• Browsers (Microsoft IE and Edge).
  • Microsoft Windows (both desktop and server).
  • Microsoft Office.
  • Microsoft Exchange Server.
  • Microsoft Development platforms (NET Core, .NET Core, and Chakra Core).
  • Adobe (or, if you get this far).


Microsoft has released four very small updates to the Chromium project:

We are pretty lucky, as these are very lightweight updates. Nothing compared to the urgency and difficulty we used to experience with updating Internet Explorer. Add these updates to your standard patch release schedule.


Microsoft released two critical updates and 38 patches rated important to the Windows platform that cover the following key components:

  • Windows Kerberos.
  • Windows Hyper-V.
  • Windows Error log and reporting.
  • Networking and Bluetooth.
  • Windows Shell and Active Directory Group Policy objects.

With only two patches (CVE-2024-20674 and CVE-2024-20700) rated critical and no reported zero days, this is another relatively light month. Our focus for testing and deployment should be on administrator tasks (validating backups, telemetry, and log files) and some of the core internal features employed by developers for business logic-driven distributed applications. Add this update to your standard Windows platform release schedule.

Microsoft Office

Microsoft released just two (CVE-2024-20677 and CVE-2024-21318) patches for Office and Microsoft SharePoint. These are low-impact updates that should not affect how Excel or Words handles numbers or formulas. Add these Office updates to your standard release schedule.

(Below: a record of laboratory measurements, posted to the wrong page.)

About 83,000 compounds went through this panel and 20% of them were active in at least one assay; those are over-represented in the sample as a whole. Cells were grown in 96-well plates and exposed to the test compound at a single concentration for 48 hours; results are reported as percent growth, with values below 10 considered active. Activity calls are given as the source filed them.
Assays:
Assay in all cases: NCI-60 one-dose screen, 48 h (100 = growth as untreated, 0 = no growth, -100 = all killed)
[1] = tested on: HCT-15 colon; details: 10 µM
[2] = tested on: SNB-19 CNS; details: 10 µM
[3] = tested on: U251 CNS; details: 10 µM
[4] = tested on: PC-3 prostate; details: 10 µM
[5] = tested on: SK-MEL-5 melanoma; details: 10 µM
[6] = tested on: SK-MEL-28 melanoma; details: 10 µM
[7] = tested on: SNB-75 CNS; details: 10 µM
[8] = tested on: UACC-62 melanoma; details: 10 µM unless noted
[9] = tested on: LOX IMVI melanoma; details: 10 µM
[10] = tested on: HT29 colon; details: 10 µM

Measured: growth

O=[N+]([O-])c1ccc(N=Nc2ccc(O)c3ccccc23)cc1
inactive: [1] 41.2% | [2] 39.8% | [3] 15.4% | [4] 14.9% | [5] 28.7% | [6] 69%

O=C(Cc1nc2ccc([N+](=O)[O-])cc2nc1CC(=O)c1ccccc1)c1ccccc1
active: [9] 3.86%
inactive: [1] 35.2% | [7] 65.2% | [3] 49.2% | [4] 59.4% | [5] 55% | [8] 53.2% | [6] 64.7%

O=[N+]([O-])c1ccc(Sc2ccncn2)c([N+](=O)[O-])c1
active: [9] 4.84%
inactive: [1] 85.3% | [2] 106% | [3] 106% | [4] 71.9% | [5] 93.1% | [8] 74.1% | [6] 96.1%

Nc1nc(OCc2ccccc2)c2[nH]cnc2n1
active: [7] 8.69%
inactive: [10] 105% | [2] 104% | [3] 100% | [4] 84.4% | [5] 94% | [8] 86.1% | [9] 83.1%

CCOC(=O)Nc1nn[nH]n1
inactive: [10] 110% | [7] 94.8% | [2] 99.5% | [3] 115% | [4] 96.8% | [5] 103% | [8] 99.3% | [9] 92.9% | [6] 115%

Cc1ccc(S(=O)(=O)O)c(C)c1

Microsoft Exchange Server

As in December, Microsoft did not release any updates for Microsoft Exchange Server. Don’t get too comfortable. We think the February update is going to be a big one.

Microsoft development platforms

Microsoft released six updates affecting Microsoft .NET, Visual Studio, and the SQL Client feature. All updates are rated important. The SQL Client update (CVE-2024-0056) will require some attention. Scan your corporate Line of Business (LOB) or internal applications for .NET’s System.Data.SqlClient dependencies. Once you have a prioritized application list, please add these updates to your standard developer release schedule.

Adobe Reader (if you get this far)

No updates from Adobe for Reader or Acrobat this month but Microsoft has released a single update to the third-party database engine SQLite (CVE-2022-35737). This database engine update should really be included in the developer section, but strictly speaking, it’s an open source project supported by Microsoft. Given our research on last year’s patch and update trends, we are expecting a larger-than-normal update package for February. Automated testing is going to be key, with AI (probably a “PatchGPT”) playing a large role in patch summaries, vulnerability assessments, and testing recommendations.


Greg Lambert